$that->log('FTP Upload Complete...');

Task example using callbacks

Since version 1.1

There are several ways to define a callback in PHP, and all of them will work with the Task API. Essentially, anything that is_callable will work just fine.

Task example using a callback to an outside method

In this example we used MailChimp to send a "Congratulations" email when somebody won an auction. This is not a copy/paste, but rather a distilled real-world example. In this case, we passed a callback to a method in our $chimp object.

// Loop Interval at 1 second
protected function execute() {
   // Load the Watcher and attach the auctions this daemon is currently responsible for
   $auction_watcher = new Auction_Watcher;
   $auction_watcher->watch( $this->auctions ); 

   // Look for auctions that are ended but not closed, and close them. 
   // We want to queue all events so we can handle them later.
   $has_queued_events = false;
   foreach($auction_watcher->auction as $auction) {
      if($auction->ended == true && $auction->closed == false) {
          $has_queued_events = true;

   // If any events are queued, send them out via mailchimp. 
   // This will take several seconds per notification. Run each in its own process. 
      $chimp = MailChimp::getInstance();
      $callback = array($chimp, "sendNotification");
      foreach($auction_watcher->queue->find(array("type"=>"notification")) as $email) {
          $this->task($callback, $email->event->id, $email->header(), $email->body());

Example using a callback to a method in your daemon class.

It's also a very common use-case to pass a method on the daemon class itself as a task. It gives you the ability to call a method on your object, with all the shared state, in a parallel and non-blocking way. You could even imagine instances where sometimes a method is called directly in-process, and other times that same method is called in the background using the Task API.

It's important to remember what's happening behind the scenes in this example:

  1. Your existing process is forked: The operating system makes an identical copy of the current process. Any state in your current process is now in the new background process as well.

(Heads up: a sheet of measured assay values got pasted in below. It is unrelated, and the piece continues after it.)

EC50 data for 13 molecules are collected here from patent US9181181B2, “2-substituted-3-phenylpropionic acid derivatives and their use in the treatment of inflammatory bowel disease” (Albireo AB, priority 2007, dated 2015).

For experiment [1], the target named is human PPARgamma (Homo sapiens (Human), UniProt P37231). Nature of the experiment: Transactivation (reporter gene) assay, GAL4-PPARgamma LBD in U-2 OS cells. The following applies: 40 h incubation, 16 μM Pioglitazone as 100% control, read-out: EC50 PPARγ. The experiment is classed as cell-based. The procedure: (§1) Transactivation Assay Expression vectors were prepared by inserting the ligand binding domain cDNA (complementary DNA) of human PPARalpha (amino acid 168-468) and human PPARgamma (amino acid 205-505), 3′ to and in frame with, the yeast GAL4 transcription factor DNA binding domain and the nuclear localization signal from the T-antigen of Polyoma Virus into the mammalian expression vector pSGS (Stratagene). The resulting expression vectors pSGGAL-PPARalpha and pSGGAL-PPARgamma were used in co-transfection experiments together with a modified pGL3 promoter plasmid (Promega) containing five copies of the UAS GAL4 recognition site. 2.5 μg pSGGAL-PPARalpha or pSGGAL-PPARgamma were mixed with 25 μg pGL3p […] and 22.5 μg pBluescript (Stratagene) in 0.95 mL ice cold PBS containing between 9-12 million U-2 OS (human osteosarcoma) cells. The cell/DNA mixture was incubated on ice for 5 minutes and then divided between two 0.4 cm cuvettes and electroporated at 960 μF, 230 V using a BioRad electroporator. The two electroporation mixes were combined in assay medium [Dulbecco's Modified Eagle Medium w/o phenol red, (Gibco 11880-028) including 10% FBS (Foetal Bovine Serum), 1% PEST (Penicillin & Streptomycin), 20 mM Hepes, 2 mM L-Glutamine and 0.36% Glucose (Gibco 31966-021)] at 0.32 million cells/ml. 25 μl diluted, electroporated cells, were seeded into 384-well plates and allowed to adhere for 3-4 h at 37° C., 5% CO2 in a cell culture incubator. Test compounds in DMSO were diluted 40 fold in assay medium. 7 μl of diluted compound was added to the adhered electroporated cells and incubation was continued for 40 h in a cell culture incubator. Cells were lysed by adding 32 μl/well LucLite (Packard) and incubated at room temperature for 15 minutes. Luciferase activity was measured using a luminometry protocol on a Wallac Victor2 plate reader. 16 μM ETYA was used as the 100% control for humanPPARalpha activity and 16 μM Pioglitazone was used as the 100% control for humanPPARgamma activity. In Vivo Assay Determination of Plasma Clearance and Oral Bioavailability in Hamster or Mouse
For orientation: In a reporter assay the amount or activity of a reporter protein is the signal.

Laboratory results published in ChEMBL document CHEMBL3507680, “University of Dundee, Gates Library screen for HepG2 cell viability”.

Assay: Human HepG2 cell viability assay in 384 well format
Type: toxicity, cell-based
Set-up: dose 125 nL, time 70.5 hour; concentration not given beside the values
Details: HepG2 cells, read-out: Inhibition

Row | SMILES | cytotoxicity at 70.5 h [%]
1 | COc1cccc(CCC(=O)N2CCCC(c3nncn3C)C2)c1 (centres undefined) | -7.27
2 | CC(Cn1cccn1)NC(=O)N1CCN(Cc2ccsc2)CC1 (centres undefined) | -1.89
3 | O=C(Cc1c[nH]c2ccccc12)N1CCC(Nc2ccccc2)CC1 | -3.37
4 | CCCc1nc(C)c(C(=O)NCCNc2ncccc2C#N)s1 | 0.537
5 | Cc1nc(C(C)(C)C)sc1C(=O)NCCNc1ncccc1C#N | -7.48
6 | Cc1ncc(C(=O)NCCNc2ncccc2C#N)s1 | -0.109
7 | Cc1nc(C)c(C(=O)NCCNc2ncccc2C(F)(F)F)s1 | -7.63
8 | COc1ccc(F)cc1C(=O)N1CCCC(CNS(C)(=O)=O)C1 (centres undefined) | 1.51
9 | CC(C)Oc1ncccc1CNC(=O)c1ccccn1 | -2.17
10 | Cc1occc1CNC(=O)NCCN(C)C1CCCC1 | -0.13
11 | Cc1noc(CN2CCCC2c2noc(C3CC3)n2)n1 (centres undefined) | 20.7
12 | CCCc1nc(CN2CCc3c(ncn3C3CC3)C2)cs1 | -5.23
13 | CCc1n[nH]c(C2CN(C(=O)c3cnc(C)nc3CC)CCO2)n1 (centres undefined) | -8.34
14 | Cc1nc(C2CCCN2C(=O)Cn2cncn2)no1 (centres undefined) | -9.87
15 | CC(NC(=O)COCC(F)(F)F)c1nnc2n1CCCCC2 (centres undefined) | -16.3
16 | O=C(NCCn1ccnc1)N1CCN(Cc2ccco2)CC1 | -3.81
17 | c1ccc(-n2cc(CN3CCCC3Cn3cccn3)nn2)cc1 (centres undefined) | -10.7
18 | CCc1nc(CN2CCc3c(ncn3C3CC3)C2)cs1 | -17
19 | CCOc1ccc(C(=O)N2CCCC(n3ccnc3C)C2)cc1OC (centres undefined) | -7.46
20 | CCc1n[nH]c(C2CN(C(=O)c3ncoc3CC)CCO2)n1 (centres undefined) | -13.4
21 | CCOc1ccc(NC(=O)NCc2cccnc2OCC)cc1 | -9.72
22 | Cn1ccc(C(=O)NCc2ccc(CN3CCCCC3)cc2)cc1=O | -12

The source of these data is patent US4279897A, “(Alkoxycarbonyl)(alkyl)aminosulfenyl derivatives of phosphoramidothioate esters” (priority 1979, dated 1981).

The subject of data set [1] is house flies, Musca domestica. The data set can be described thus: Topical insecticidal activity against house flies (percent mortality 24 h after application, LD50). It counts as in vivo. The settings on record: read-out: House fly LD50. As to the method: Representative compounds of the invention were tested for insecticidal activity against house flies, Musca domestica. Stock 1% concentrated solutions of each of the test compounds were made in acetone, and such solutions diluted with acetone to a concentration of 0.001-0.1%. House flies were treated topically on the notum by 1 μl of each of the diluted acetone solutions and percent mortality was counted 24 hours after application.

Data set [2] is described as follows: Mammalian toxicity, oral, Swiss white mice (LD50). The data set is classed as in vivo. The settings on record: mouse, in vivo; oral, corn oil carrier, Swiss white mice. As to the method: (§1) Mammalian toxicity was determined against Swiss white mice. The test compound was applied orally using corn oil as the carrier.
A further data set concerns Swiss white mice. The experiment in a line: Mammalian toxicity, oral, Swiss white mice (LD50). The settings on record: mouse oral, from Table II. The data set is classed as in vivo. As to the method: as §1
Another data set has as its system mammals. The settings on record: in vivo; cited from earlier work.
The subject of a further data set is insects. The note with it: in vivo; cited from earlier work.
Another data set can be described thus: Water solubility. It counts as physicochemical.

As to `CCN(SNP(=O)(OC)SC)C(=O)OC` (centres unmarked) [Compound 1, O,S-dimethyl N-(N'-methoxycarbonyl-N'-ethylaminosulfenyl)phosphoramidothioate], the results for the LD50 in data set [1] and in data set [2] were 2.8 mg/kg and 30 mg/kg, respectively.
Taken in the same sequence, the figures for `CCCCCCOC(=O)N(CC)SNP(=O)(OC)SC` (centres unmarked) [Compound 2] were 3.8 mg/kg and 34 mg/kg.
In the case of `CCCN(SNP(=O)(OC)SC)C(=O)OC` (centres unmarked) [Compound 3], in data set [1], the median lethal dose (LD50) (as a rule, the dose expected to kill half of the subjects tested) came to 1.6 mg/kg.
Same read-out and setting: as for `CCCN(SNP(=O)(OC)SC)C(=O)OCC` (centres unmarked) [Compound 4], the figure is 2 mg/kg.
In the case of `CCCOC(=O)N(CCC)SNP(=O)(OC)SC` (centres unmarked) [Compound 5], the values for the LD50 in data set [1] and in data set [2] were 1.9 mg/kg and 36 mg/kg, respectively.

2. In the existing process the task() method returns to your event loop. In the new background process, the task() method calls the callback you provided.
  3. When your callback is complete, the background process exits.

In practical terms, this means that if you, for example, set $this->someNewObject = $foo, you are only setting this in your background process. Your application will not be able to access someNewObject. If you need to share state and pass work between background and application processes, use the Worker API.

// Loop Interval at 1 second
protected function execute() {
    // every minute we want to save the execution state to the database
    if ($this->runtime() % 60 == 0) {
        $callback = array($this, "save_state");

        // Each row in $this->processed_events contains array of event_id, event_type, input_json, output_json, ip
        // Since we are calling a method on this same object, we don't need to pass the data as an argument. 
        if ($this->task($callback)) {

            // If fork() returns true, it means that the process was forked successfully. We have no idea if
            // the save_state() method was successful, but we know that it was, at the very least, called. 
            // It will dump its data to the log if it fails, so we can feel comfortable that the data is saved.
            // Clear our buffer:
            $this->processed_events = array();

protected function save_state() {
    // Connect to the Database -- For clarity we could also implement this functionality as a Core_ITask object
    // with the DB connection code in the `setup()` 
    $this->db = Mysql_Database::getInstance();

    if(!$this->db || !$this->db->connected()) {
        throw new DB_Exception('No Database Connection');

    $events = $this->processed_events;

    // If the update fails, dump the data to the log so at least we have a copy of it
    if (!$this->db->insertBatch($events)) {
        $this->log('Database save_state Failed. Message: ' . $this->db->error);